ASA has developed a Special Report on the OSHA Proposed Rule on Crystalline Silica for its members.

In addition to NAHB and ASA, the coalition is composed of:

  • Associated Builders and Contractors (ABC);
  • Associated General Contractors of America (AGC);
  • Association of the Wall and Ceiling Industry (AWCI);
  • American Road & Transportation Builders Association (ARTBA);
  • International Council of Employers of Bricklayers and Allied Craftworkers (ICE);
  • Mason Contractors Association of America (MCAA);
  • Mechanical Contractors Association of America (MCA);
  • National Electrical Contractors Association (NECA); and
  • National Roofing Contractors Association (NRCA).

Asphalt Industry is Ready

One group that has long prepared for the silica proposal is the National Asphalt Pavement Association (NAPA), which has nearly 1,200 member companies. In a statement issued last week, the association said the asphalt industry was "positioned to meet the new standard."

NAPA
NAPA

The National Asphalt Pavement Association says it has been working for a decade to prepare for the rule and has devised simple equipment retrofits to meet the new limits.

The group notes that silica is a "known carcinogen" and says it has been partnering for a decade with milling machine manufacturers, labor, academia and the National Institute of Occupational Safety and Health (NIOSH) to reduce silica exposure.

The asphalt group says its Silica/Milling Machine Partnership has identified "simple retrofits for existing milling machines that effectively reduce potential silica exposure below OSHA’s new proposed PEL."

NAPA says it will offer suggestions during the public comment process on the proposal "to help better calibrate the rule to the industry's exposure potential."

"The Partnership is committed to doing the best work possible to ensure that workers are safe and that any silica exposure is reduced to the absolutely lowest level possible," said partnership chairman Tony Bodway, of Wisconsin-based Payne & Dolan Inc.

Labor: Fast Action Needed

Labor unions, meanwhile, call the proposed rule long overdue and are ready to fight for it.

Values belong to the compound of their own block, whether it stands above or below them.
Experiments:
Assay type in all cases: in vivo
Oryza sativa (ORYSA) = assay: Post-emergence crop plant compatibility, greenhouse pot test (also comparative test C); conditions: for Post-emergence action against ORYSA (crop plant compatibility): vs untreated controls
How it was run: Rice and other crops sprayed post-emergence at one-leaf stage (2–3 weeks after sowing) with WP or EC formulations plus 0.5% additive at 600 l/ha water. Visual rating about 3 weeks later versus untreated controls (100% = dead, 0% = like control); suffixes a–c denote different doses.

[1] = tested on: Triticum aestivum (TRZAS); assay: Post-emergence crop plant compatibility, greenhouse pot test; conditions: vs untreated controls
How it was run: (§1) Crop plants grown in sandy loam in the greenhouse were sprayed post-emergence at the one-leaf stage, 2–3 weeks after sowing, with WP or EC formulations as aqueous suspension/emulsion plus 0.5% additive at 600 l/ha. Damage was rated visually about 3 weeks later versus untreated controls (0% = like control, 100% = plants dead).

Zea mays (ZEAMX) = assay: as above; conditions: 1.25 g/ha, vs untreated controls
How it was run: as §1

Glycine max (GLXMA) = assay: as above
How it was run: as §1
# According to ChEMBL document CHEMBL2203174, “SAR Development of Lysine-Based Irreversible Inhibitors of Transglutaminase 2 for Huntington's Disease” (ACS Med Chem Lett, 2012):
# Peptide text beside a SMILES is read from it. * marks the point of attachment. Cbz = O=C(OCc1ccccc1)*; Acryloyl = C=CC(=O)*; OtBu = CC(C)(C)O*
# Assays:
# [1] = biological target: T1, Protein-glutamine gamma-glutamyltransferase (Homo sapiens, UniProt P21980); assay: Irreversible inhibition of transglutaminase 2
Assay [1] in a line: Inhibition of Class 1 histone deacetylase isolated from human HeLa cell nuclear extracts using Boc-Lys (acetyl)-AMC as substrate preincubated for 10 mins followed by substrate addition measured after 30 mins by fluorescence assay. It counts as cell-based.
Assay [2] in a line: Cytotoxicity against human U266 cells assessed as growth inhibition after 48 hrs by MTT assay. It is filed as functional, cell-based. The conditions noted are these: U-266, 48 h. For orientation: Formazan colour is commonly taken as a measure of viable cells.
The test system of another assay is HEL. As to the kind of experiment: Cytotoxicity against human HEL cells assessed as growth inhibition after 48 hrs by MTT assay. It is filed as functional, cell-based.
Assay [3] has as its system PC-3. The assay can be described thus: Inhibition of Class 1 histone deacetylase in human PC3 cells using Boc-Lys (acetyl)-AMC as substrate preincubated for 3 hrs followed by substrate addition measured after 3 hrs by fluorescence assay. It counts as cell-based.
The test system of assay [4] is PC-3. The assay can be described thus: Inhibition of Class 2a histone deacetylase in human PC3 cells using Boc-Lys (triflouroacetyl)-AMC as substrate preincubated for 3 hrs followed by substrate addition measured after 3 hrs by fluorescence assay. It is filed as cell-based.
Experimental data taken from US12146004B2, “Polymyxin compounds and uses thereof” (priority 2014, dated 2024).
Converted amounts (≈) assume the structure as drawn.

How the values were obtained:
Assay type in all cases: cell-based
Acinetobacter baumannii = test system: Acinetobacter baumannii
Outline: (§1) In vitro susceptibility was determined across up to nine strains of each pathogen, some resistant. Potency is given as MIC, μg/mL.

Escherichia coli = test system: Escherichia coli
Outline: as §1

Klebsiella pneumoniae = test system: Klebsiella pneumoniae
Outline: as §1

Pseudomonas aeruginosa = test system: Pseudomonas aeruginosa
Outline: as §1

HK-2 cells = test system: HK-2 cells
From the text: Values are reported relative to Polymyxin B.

The AFL-CIO, representing 57 unions and 12 million members, says a final silica rule "should be issued as fast as humanly possible, to protect the health and lives of American workers."

The union says 7,000 American workers develop silicosis each year and 200 die from the disease.

Richard Trumka Sean McGarvey
BCTD (left); AFL-CIO

AFL-CIO President Richard Trumka (left) says his unions "will do everything we can" to move the rule forward. The Building and Construction Trades Department, led by president Sean McGarvey (right), sounded equally resolute.

"Workers exposed to silica dust will only be protected when a final rule is issued," AFL-CIO President Richard Trumka said in a statement.

He added: "Some industry groups are certain to attack the rule and try to stop it in its tracks. The AFL-CIO will do everything we can to see that this does not happen."

The two-million-member Building and Construction Trades Department, an alliance of 13 national and international unions, also voiced strong support.

statement by BCT called the release of the proposed rule "welcome news to the millions of workers at risk of exposure to dangerous levels of silica dust, those who already suffer from illnesses due to past exposures, and the families who have lost loved ones to silica-related illnesses."

   

Tagged categories: Abrasive blasting; American Subcontractors Association (ASA); Asphalt; Certifications and standards; Construction; Fatalities; Health and safety; Labor; National Association of Home Builders (NAHB); OSHA; Painting Contractor; Respirators; Roads/Highways; Silica; Workers

Comment from William Gusnard, (9/4/2013, 8:42 AM)

I work in the Power industry, and one of the main chemicals used in mercury removal is hydrated lime. It meets the current PEL for crystalline but it fails dramatically under the new proposed rules. The government has imposed these new regulations that are going the adversely affect other regulsations. My question is (even though I agree with the new regulations) is this, do the various regulation industries even talk to each other about their various proposals?